Quantity Earth moons – Well, it has two additional, or more precisely, pseudo-moons. These are dust clouds located in the L4 and L5 libration points of the Earth-Moon system. Although it was discovered in the 1950s, it was not until 2018 that Hungarian scientists were able to measure the polarization of their light. Clearly confirming these objects. For the first time they were noticed by the Polish astronomer Kazimierz Kordylewski and hence their name – the moons of Kordylewski. In 1956, he noticed the dust structure that he managed to photograph five years later. Specialists for decades have tried to find hard evidence for their presence. Which was not an easy task: K.Kordylewski was observing from Kasprowy Wierch and this winter. Only a few times they were observed and photographed

Aurora Borealis – Causes lightning by making noises

Aurora BorealisAurora Borealis - AuroraAurora Borealis - Northern lightsAurora Borealis - Amundsen-Scott - South Pole stationAurora Borealis - Aurora Australis from ISSAurora Borealis - Aurora Australis

Aurora Borealis – Causes lightning by making noises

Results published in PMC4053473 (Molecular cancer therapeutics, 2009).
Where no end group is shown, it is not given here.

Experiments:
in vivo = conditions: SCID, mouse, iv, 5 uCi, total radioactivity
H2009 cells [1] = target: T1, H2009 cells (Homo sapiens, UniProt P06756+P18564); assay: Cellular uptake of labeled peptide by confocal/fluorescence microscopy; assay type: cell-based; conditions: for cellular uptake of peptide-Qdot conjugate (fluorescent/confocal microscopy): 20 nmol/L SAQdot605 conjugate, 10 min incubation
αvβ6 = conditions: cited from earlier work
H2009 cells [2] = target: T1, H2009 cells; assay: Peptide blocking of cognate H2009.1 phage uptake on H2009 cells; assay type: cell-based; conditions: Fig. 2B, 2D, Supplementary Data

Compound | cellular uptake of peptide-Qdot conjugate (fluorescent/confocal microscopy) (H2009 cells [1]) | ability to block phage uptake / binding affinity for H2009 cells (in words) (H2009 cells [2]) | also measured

Aurora Borealis – arise when the charged particles from the Sun (the so-called solar wind) hit the Earth’s magnetic field. Along its lines are directed to the poles, where they collide with molecules of air. There was a belief that between fairy tales you should put in the history that polar lights sometimes made sounds, even “whispered” – until the case was investigated by scientists from the University of Aalto in Finland. The truth is that when the nights are cold and silent, auroras create rustlings and cracks. Audible for hundreds of kilometers. The reason is the so-called inversion layer. It arises when it is colder near the surface of the planet than at higher levels of the atmosphere. It causes that negatively charged particles from the Sun are trapped in the cold zone. If their accumulation exceeds the critical point. By reacting with positive ions in the atmosphere and causing discharges, rustling and crackling.